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January Gardening

January 2015

Happy New Gardening Year! Whilst it may be too cold in January to do much gardening, there is still plenty of planning to do. Whilst planning your garden, take time to consider the most important product used when gardening – Compost. Many people are understandably confused when faced with the sheer amount of choice of composts available, and the biggest debate of all is whether to use Peat or Peat-Free compost. Nothing divides gardeners like peat.

Peat became hugely popular with both commercial and amateur gardeners in the mid 1970’s due to its stability, lightness, predictability and low cost. Before this gardeners either made their own compost or bought ready-made loam compost. Peat remains the mostly widely used planting medium in the UK and around 70% of all extracted peat is used in horticulture.

The Problem with Peat: To meet the demand, UK peat bogs were drained and destroyed resulting in peatland becoming one of the UK’s most threatened habitats. Because of commercial extraction 98% of the UK’s lowland raised peatbogs, one of our rarest and most vulnerable habitats, have been lost. There are just 6,000 hectares in pristine or near-natural condition left. Each of these bogs holds its own unique community of plant and animal species and peatlands contain one of the world’s most important carbon stores. Peat is imported, the latest government figures show that 62% of the peat in compost comes from the Republic of Ireland, the Baltic States and Finland. Like oil, peat is a finite resource: it will eventually run out. We can’t control what happens in the countries we import peat from, however being less reliant on peat makes commercial sense, and manufacturers are beginning to understand this.

Not all Peat is bad: No one denies that we need to protect peatlands and peat bogs however not all peat is harvested from bogs. In Somerset, for example, peat extraction from agricultural land creates wildlife habitats. Lots of Scandinavian countries have huge areas of peatland that have not been living bogs for ages.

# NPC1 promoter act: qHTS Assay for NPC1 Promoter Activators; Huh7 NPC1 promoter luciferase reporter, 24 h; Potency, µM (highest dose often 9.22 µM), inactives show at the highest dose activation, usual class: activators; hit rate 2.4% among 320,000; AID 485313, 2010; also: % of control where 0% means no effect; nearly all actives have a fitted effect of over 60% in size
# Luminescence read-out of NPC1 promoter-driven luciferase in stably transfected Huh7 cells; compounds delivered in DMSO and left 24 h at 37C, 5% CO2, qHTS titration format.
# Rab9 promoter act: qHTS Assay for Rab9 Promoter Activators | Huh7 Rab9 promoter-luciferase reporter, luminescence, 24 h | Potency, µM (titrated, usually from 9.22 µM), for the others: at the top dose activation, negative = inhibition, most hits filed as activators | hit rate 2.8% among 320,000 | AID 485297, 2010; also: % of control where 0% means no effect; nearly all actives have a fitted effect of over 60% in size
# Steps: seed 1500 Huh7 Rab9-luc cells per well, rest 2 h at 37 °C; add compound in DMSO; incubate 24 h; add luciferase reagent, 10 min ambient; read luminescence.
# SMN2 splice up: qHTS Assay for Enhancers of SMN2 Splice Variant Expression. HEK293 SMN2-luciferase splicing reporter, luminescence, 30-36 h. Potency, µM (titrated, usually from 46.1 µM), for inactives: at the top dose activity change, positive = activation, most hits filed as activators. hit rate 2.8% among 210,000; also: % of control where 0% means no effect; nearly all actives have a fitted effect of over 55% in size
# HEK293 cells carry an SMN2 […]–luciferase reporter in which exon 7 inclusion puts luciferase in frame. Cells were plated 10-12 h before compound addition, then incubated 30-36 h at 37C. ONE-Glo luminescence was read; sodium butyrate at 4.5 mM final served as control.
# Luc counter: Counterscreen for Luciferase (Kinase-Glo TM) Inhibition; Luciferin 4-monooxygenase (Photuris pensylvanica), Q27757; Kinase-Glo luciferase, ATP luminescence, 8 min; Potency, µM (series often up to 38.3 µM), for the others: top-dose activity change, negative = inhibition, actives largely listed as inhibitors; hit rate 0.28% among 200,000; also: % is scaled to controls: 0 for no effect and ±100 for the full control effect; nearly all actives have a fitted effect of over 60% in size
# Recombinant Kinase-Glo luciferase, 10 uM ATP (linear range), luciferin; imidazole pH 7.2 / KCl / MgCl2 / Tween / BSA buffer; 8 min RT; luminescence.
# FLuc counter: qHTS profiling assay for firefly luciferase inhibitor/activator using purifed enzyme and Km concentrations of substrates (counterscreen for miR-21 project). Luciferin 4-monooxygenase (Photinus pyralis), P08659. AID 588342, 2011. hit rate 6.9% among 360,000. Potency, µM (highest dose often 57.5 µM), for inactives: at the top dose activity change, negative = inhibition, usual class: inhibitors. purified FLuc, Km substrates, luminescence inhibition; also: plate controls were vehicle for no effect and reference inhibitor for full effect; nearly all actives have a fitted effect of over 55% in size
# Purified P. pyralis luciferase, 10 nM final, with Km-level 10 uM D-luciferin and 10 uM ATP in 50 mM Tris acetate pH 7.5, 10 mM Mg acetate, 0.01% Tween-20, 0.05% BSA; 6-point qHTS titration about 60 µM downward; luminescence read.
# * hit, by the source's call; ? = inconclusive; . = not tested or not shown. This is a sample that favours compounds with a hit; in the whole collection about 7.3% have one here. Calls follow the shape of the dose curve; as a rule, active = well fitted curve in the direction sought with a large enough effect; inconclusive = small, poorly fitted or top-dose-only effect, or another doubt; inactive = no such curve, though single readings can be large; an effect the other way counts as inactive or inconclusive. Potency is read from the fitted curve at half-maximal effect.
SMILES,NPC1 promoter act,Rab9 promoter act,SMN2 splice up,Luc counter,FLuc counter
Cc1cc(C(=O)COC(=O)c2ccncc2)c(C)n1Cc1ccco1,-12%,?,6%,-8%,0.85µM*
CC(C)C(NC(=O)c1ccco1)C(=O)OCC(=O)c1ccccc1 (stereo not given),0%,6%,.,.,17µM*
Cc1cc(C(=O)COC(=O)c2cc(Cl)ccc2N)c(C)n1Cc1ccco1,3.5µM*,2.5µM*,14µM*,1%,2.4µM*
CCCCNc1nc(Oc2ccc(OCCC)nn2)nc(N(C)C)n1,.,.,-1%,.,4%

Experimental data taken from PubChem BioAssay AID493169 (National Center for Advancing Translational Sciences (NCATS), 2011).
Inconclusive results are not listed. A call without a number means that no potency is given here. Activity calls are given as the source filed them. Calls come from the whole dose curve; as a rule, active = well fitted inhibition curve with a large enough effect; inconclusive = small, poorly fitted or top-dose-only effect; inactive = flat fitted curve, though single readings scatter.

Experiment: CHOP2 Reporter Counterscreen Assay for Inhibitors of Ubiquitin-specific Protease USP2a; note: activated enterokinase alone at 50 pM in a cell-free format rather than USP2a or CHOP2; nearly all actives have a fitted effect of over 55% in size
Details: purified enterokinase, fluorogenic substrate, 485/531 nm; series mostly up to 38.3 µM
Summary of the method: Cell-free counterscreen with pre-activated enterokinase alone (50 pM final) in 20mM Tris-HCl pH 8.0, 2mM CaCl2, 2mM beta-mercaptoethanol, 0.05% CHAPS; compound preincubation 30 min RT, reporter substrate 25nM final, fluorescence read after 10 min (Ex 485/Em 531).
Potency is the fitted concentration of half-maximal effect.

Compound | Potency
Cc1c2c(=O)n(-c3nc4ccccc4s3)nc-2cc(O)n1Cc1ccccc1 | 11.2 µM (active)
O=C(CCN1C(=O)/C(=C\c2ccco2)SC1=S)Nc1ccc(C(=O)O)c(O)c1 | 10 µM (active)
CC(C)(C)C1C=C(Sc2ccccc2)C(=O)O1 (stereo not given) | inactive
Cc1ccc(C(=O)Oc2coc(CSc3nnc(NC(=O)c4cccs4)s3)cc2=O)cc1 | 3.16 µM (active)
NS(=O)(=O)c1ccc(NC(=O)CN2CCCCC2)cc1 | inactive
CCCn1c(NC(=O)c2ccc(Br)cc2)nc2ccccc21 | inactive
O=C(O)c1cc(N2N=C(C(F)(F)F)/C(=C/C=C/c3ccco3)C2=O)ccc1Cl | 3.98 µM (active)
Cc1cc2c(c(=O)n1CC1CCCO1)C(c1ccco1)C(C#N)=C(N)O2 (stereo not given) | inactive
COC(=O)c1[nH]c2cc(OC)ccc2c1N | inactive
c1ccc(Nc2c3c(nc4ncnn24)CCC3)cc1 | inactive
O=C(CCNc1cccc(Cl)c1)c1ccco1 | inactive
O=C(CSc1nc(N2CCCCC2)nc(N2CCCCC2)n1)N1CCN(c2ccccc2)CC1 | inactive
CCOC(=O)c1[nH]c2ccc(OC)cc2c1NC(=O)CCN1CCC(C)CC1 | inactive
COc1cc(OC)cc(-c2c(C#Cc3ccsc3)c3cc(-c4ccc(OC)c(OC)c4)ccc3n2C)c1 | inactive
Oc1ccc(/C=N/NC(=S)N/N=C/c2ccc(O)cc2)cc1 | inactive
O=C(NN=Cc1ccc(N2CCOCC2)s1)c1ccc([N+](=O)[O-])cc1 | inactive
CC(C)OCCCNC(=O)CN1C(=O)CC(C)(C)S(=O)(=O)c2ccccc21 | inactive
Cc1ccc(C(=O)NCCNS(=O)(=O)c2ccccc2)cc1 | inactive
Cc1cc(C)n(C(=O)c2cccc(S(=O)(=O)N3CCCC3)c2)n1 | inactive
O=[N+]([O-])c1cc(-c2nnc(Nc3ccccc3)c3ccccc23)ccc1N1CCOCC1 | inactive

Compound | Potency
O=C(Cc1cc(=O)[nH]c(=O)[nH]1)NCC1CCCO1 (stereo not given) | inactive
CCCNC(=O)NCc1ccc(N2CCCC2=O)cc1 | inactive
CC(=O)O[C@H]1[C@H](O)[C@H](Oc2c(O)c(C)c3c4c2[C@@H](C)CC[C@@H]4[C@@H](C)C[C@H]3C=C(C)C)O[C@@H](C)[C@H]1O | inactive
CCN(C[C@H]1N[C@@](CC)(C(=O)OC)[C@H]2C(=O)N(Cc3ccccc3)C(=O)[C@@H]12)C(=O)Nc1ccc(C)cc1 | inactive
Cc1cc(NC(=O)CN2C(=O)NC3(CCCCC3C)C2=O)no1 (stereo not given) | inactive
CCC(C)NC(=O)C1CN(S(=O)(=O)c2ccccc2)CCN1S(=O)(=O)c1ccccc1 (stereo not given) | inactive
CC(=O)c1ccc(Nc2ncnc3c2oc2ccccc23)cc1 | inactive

So why do gardeners still use peat-based products? It’s estimated that as many as 90% of gardeners don’t realise that compost labeled as “multi-purpose” contains between 70-100% peat, unless it is labeled as peat free. Keen gardeners tend to use a compost brand they know and trust, and until recently peat free composts have had a reputation for being unreliable and inconsistant, especially those at the cheaper end of the market. Peat free composts tend to be coarse which is not ideal for sowing small seeds. Peat free composts are more expensive because they have been processed more and because they are heavier haulage costs are higher. At the end of the day, gardeners want a bag of compost that will perform well****.  Successful results gained by organisations including The National Trust, Kew Gardens and the Prince of Wales’ estates, show that we can garden without the use of peat. Having been vocal about peat-free gardening for more than a decade, Monty Don states in his experience, New Horizon’s Peat Free performs well.

What can you do? The UK government plans to ban the sale of peat by 2020 in the meantime the choice as a consumer is yours. Peat-based composts already contain less peat than they did before but equally important you can see how easy it is to be peat-free. In the future, if you choose to purchase peat-free compost for the best results always follow the instructions on the bag, and be prepared to water and feed more frequently. But if you use peat-free products, you’re providing an incentive to companies who are making the move, so stick with it, the price will reduce and the quality will improve.

Rachel Sobiechowski BSc (Hons) P&R Garden Supplies, Fengate Drove, Brandon 01842 814800   www.p-rgardensupplies.co.uk

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